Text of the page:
Well, it’s 2012 and everyone is going to be talking about what kind of year it will be, or what kind of year 2011 was. It’s inevitable at this time of year, and the fact that there’s nothing much being announced at this point in time is no small reason for the recaps or future-tellings.
For myself, I’m looking deeper into the whole service provider monetization project area, analyzing what I’ve always called “secondary data” from the surveys. Operators talk among themselves, and so when we survey them we get anecdotal information on what other operators are doing. This spreads out the span of the survey at the expense of reducing the detail and the quality of responses. Generally I don’t use secondary data, but now I want to look at it because it might shed further light on the project activity. We survey less than 50 operators, and while this base has been uncannily accurate in terms of providing issues and solutions, it’s not large enough to measure the projects themselves. The secondary base, which is over a thousand operators, is.
Why bother with this stuff? The reason is that I think there’s a lot that’s going to happen in 2012 and I also think that how it will impact the industry will depend on the state of the network operator monetization projects underway now. We are going to have a tumultuous year in terms of market change, and that means that only stuff that’s at least gotten some internal traction has any chance of being a factor in the future. How much of that stuff is there? I expect that I’ll have some good data available for our February 2012 issue of Netwatcher. Some of the early stuff is looking pretty interesting indeed. What’s likely to be more interesting is how the vendors are playing in this project dynamic.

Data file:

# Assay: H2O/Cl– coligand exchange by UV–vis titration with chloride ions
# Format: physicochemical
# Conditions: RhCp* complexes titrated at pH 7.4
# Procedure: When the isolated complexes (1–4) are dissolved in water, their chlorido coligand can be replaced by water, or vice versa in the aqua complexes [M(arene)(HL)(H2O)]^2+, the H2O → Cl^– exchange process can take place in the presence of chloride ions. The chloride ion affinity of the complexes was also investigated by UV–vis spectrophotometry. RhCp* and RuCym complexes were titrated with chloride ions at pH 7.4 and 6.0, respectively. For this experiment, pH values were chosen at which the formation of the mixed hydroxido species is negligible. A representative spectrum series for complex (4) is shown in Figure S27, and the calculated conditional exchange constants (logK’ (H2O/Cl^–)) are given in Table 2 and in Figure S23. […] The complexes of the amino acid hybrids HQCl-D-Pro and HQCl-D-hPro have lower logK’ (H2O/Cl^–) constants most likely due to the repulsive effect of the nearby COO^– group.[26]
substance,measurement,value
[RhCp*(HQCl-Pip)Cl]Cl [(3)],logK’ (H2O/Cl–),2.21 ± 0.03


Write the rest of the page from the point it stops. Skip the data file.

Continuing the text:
All of the five major players (Alcatel-Lucent, Cisco, Ericsson, Huawei, Juniper, and NSN) have assets that operators are, or would be, interested in. In the second half of the year, Alcatel-Lucent and NSN seemed to be stepping up their game, presenting a much stronger story in mobile, content, and even services. I’ve been particularly impressed with NSN’s progress in raising their strategic credibility with network operators. Among the big five, only NSN and Huawei managed to do that in 2011. The question is whether these guys will follow up on their early momentum or whether one of the other players will do something dramatic. Cisco remains the one to watch; as I’ve said, they have more assets in play than anyone else.
The coming tablet wars are likely to force the issue in project terms. Tablets are a kind of intersection point; they are mobile (3G and in 2012 4G) yet not-mobile (WiFi), voice-crippled (no standard voice from carriers) and yet voice-enabled (Skype, Google Voice, etc.). They’re an almost-computer that is still almost convenient. What the tablet is doing is creating positive pressure to converge all the monetization goals, and to put the focus point squarely in the hands of appliance giants Apple and Google rather than the operators. Already I can see the mixture of issues in monetization slowing down content and mobile projects and accelerating cloud projects. I think that’s going to continue, and yet if there’s a space where the Alcatel-Lucents and NSNs of the world are still lagging, it’s in the cloud. That’s what gives Cisco its chance.